March 16, 2006 | Graham

South Australian losers

The South Australian election has been more about losers than winners, and those will be the Liberals and the Democrats. One of them is likely to go into terminal decline, while the other will be banished from office for quite some time.
Mike Rann was always going to do well this election. Electors normally give governments a second term unless they have made some really huge mistakes and as far as voters are concerned Rann has done a good job. His government’s only weaknesses have been personal. He’s too smooth, too presidential and a little arrogant – all qualities that ironically voters almost demand of politicians at the same time that they disparage them.
Not that voters found these traits too annoying. In fact, they found it hard to dislike either leader. 22% of Liberal voters could contemplate voting for Kerin without hesitation, while 28% of Labor voters could do the same for Rann. However matters were different when it came to approving of the job that both men were doing. 86% of Labor voters approve of Rann, while only 42% of Liberal voters approve of Kerin. Worse for Kerin, 32% of his own voters disapprove of his performance. So while both men were generally liked, the Liberal crowd was not really barracking for its team. In fact, from a polling point of view it looked like most had gone home before even turning up to the game!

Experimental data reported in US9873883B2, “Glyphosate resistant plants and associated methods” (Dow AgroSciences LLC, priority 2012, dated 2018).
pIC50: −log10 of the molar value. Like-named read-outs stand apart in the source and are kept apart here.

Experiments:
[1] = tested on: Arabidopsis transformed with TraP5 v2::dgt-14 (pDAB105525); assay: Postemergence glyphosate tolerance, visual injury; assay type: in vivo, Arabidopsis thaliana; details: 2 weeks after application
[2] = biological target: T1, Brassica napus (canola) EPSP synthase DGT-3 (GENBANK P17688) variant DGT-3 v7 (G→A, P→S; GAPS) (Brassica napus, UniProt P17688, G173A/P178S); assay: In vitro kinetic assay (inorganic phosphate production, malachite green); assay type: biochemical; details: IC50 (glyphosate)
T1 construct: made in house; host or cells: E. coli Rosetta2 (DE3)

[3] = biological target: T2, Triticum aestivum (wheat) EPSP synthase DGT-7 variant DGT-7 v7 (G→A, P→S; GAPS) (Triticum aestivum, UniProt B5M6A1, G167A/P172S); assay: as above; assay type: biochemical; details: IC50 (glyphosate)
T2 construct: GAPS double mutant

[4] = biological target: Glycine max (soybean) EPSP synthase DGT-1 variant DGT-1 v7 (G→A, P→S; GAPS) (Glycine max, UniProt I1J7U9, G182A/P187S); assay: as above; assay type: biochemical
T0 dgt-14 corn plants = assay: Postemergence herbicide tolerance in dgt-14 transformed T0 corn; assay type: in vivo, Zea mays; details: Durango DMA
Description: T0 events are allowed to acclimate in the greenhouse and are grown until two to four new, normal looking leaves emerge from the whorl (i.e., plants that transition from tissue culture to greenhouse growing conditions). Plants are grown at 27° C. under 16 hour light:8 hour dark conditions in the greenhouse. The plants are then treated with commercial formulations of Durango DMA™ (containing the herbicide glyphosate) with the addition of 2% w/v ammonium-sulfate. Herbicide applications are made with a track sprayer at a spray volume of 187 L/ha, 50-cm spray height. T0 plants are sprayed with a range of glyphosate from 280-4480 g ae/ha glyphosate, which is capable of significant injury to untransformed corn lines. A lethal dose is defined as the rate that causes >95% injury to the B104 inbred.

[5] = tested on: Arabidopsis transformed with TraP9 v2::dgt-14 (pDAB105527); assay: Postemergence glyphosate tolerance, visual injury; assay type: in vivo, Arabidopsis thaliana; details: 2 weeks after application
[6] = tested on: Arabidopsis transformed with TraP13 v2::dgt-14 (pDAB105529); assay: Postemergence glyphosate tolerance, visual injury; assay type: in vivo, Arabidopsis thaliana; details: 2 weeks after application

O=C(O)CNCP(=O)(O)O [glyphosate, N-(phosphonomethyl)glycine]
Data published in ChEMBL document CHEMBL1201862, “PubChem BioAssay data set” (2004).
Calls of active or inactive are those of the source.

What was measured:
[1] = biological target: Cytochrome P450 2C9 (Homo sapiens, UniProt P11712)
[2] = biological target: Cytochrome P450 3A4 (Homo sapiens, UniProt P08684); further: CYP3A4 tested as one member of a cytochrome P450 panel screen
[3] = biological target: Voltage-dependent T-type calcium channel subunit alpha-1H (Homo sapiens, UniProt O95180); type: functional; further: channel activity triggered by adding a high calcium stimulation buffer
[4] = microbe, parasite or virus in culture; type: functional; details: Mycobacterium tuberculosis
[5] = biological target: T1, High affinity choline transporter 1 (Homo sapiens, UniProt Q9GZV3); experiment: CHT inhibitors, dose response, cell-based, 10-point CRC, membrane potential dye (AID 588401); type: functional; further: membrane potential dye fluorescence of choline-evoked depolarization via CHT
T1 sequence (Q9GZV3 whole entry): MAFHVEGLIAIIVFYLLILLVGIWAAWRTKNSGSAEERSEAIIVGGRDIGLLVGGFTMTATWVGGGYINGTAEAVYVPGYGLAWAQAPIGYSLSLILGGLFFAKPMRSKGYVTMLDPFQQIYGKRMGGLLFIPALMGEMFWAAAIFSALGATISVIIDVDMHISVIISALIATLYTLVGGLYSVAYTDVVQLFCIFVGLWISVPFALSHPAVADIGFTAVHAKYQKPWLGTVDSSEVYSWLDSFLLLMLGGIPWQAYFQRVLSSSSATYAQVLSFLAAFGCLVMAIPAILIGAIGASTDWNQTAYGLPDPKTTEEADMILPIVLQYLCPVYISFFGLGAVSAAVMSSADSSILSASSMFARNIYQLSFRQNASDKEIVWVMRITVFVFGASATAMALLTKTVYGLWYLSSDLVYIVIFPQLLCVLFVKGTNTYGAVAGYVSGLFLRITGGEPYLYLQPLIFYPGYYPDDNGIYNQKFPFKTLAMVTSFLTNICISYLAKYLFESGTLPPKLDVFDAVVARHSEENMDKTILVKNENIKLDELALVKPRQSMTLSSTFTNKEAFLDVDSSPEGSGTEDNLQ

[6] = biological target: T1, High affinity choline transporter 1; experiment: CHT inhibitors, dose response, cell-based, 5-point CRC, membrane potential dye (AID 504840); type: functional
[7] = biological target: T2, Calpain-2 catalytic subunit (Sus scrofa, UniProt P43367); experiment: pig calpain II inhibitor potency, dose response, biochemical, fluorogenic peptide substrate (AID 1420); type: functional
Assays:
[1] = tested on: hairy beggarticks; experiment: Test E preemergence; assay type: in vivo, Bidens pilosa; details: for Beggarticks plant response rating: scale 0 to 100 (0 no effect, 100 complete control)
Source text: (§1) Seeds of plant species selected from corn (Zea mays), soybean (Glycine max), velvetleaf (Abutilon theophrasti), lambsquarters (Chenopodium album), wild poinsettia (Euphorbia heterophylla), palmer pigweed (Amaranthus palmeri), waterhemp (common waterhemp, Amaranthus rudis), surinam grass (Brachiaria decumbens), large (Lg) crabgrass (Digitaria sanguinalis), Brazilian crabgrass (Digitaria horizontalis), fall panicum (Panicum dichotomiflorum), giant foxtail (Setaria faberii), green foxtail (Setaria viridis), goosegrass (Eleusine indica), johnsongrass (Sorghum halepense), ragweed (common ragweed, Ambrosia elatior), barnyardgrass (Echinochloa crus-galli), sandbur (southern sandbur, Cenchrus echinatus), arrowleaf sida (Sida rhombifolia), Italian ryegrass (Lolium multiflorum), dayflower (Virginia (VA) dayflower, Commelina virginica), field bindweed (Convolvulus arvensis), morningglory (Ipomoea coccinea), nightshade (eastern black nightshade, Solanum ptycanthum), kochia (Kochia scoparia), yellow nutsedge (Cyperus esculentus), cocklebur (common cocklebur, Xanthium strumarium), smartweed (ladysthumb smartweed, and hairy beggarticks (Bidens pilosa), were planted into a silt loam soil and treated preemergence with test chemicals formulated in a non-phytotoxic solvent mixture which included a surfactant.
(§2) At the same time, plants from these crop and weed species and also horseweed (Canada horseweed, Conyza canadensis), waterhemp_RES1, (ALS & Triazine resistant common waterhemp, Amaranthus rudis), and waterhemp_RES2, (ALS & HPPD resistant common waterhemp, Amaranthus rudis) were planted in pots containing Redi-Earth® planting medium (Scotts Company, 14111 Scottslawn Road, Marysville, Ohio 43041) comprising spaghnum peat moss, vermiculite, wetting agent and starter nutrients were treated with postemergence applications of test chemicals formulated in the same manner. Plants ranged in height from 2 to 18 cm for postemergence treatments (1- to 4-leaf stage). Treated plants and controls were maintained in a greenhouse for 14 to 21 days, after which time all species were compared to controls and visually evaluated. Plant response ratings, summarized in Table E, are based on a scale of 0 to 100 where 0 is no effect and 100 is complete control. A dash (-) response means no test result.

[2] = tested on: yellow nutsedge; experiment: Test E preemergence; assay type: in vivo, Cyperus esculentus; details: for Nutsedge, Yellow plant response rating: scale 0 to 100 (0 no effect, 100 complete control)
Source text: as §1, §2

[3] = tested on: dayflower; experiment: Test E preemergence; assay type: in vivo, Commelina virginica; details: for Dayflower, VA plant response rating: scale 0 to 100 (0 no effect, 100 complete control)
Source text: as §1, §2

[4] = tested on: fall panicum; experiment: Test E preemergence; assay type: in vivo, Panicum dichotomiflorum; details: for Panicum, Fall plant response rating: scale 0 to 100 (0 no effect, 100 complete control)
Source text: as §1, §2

This ennui was reflected in the reactions to the campaign launches. Party officials and media put big efforts into campaign launches, but would they bother if they knew voters would react with: “To be honest they kinda flew under the radar,” or “They weren’t talking loud enough.” Just like the rest of the campaign.
Voters had to be reminded about issues, and then it was really only the ones that caused negative reactions that gained their attention.
The Liberals’ policy announcements were defensive, aimed at their natural constituents. $90 million in payroll tax cuts and extra spending on private schools are not of concern to most voters. They also had problems when voters focused on public service job cuts. There’s no perceived financial crisis so voters can’t see cuts being justified and they see tax cuts and job cuts as neutralizing each other: “There you go… Less pay-roll tax AND less service.”
Labor got good marks for its expenditure on hospitals, and reversing the privatization of Modbury. Its education policies were less well-received.
Voters didn’t like the campaign turning personal, which it did with the Labor advertising. And they found many of the claims to be trivial. The general response was “So what if the Liberals won’t keep all of their campaign promises – who does?” This could have rebounded on the ALP but didn’t because the Liberals have so desperately failed to make the grade they don’t even look like they want to win. Despite the “buy you a beer” nice-guy image of their leader they will be lucky if voters don’t take it out on them this Saturday.